Working for Avanti Cycling, one of the cycle training providers in the south of England, I have been helping to deliver the Safe Urban Driving course to lorry and heavy goods vehicles (HGV) drivers for about a year. It has been a delightful experience, a lot of fun and very rewarding to see drivers appreciate how changing their behaviour can greatly improve cyclists’ experience and safety.
Professional drivers have to complete 35 hours of training over five years for their Driver Certificate of Professional Competence to keep their licence. Safe Urban Driving is a seven hour course, with half a day in the classroom learning about vulnerable road users and how the roads (particularly in London) are changing to accommodate cycling.
The fun part of the day is the other half, out on bikes. Starting with half an hour in the car park, the drivers are given time to get familiar with their bikes. This means remembering things regular cyclists take for granted, such as how to signal, stop, change gear and general bike handling so that they are a bit more confident before going out on the road. They say you never forget how ride a bike but, for many drivers, it has been a long time since they last rode; fifty years in one case and, in another, the driver had never ridden a push bike before though a regular motorbiker!
As part of the training, we look at why cyclists ride away from the kerb; how to help drivers see you on the road; avoiding gullies, grates and pot-holes; positioning at junctions - in the centre of the lane so that they can be seen better; and keeping out of the 'door-zone', well away from opening car doors. Following training on the Safe Urban Driving course, these professional drivers should be able to recognise these dangers, and avoid forcing cyclists into potential hazards.
The road infrastructure for cyclists is another challenge. “Why don't cyclists use the cycle paths provided?” is a common question, soon answered when they are on their bikes. It's only then that the drivers realise why not all cyclists do so, namely safety. It swiftly becomes clear that feeder lanes for advanced stop lines at traffic lights are leading cyclists along the left-hand side of a large vehicle to stop in front of it, which coincidentally is exactly the same as the blind spot on an HGV, and that those lines of white paint marking cycle lanes don't offer much protection!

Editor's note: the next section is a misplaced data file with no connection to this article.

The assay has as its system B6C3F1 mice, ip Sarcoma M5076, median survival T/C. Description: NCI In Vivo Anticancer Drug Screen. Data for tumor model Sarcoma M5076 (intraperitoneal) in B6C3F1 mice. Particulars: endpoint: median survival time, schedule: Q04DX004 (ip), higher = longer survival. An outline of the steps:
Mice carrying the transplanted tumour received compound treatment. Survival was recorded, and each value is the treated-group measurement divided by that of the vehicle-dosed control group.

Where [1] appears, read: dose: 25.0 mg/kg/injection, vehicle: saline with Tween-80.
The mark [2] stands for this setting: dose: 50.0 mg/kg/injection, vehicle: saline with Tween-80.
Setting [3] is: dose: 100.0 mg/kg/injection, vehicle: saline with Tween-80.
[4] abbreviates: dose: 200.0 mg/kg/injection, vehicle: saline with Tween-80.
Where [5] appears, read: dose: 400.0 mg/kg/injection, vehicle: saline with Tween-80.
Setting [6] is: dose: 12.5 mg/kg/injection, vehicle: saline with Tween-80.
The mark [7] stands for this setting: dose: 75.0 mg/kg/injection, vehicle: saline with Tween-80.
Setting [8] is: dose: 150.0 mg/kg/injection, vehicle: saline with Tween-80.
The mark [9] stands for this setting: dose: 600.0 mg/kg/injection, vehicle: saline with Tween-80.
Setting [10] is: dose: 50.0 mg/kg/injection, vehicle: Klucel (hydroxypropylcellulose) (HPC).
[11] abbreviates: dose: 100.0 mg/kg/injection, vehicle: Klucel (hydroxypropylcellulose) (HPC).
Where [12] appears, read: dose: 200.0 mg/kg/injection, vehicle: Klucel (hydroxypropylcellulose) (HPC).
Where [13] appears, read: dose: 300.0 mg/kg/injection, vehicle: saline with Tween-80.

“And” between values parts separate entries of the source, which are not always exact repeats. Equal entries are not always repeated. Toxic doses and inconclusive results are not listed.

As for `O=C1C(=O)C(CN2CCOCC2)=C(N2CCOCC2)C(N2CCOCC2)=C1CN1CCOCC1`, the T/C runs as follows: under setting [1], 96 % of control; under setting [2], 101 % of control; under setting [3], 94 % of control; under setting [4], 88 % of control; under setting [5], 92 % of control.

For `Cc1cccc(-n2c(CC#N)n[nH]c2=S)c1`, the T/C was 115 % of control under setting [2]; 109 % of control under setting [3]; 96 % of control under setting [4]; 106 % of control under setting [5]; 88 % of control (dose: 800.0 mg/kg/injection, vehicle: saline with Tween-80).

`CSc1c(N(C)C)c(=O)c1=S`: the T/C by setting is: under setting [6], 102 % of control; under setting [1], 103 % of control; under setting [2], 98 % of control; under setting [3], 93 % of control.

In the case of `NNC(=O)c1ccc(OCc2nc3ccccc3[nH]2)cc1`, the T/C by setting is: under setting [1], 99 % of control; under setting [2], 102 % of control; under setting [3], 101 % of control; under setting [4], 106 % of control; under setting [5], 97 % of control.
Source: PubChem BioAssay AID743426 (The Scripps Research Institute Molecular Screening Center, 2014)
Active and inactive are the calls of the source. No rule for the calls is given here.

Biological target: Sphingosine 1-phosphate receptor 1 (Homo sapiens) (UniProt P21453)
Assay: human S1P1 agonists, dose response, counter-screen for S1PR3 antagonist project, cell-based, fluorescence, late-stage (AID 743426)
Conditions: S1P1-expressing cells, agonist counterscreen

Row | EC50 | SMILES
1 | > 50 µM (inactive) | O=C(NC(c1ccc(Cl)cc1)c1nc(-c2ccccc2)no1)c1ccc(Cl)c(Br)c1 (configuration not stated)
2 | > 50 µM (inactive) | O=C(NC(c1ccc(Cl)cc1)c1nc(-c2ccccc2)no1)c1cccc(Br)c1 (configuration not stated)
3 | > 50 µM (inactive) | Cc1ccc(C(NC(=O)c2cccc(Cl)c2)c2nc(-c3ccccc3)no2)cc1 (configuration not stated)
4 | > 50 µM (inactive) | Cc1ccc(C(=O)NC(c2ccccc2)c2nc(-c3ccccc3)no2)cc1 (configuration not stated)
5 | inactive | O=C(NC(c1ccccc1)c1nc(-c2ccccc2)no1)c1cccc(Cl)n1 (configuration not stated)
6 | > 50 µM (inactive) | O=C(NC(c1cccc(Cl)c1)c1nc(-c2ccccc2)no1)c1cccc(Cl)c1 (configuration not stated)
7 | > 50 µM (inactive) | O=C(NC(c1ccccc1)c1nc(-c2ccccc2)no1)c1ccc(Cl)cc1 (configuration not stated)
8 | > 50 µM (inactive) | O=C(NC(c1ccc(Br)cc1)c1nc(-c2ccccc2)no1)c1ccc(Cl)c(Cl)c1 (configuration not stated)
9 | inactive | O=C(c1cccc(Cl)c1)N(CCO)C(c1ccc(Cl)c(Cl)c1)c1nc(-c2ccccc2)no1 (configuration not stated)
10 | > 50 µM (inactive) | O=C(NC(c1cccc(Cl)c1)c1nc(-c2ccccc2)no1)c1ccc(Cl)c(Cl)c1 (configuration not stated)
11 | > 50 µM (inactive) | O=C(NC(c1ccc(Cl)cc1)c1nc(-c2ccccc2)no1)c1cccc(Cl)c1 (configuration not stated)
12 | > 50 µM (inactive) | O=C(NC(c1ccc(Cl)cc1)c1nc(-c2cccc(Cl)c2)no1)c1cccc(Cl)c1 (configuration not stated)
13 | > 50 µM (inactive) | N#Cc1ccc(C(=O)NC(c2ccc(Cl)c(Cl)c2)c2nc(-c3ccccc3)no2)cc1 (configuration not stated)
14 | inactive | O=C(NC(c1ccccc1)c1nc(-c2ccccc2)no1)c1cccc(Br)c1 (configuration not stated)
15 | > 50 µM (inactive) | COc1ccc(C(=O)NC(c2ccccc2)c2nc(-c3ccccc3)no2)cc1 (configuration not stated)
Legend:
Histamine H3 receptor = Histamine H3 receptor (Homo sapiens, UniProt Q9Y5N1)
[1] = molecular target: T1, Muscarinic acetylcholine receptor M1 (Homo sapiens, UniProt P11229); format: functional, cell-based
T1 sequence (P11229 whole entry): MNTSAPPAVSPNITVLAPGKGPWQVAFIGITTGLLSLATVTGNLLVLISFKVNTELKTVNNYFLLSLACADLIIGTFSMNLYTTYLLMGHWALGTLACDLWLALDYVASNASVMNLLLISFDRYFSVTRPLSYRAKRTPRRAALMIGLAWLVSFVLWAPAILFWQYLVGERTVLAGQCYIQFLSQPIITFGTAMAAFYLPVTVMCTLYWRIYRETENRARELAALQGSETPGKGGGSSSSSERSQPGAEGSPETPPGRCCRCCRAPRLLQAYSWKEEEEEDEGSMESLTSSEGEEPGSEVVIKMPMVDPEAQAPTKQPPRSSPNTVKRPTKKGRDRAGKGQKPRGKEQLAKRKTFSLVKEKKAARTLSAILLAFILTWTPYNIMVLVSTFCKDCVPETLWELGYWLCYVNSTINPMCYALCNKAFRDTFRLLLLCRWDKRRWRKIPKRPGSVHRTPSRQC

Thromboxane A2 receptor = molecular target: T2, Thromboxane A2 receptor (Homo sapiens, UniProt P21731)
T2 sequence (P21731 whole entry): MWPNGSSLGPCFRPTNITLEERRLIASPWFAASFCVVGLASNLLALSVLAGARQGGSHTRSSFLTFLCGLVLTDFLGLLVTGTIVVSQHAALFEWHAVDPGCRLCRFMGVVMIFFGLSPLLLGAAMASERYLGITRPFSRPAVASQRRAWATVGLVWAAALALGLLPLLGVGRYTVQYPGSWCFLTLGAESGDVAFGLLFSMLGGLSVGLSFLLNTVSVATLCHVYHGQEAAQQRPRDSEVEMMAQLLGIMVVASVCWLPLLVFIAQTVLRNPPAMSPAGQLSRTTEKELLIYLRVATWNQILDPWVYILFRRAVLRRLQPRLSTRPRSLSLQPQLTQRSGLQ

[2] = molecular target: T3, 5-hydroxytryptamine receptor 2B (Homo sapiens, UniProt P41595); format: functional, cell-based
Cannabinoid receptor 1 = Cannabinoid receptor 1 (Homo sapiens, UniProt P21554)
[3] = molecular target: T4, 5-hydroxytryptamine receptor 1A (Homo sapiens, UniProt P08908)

The aim is to ride for about five miles, sometimes a bit more. The trick is not to mention the distance before we start, as most would simply refuse! Having said that, it's very rare that anyone fails to get round.
It's always a good end to the day when I hear some say they will get the bike out and enjoy the occasional ride, or even start riding to work!"
Glenn Blake, Cycling UK volunteer and cycle training provider
From the drivers' perspective, their big gripe is cyclists not being visible, with dark clothing and no lights frequently mentioned. Cyclists riding two abreast is another bugbear, but after a little explanation they seem to understand that riding in single file doubles the length of time needed for overtaking.
Responsible haulage companies will have fitted the latest mirrors to their fleets to give drivers a better view. Additional sensors and CCTV will also help, but cyclists are well-advised to take care around large vehicles as, sat up in the cab, even with all those mirrors and sensors, drivers may still only have a limited view.
Unless you're a lorry driver, another element you might not pick up on is the slow acceleration. Most modern lorries will have 'eco-drive', which makes acceleration very slow and overtaking difficult, even a bike!
As part of the training, we look to generate useful discussion, which helps us to address some of the common questions about cycling. Topics raised at the frequent stops include active travel initiatives, the health benefits, and the way congestion and pollution can be reduced with more cycling. Less sensible topics such as 'road tax' and cycle insurance usually come up too!
Ultimately, the drivers on this course learn a greater appreciation of what cyclists face on the roads and an understanding of why cyclists do some of the things they do. However, it's not all just work, as we do try to include a bit of 'fun time' as a reminder of what a pleasure cycling can be. It's always a good end to to the day when I hear some say they will get the bike out and enjoy the occasional ride, or even start riding to work!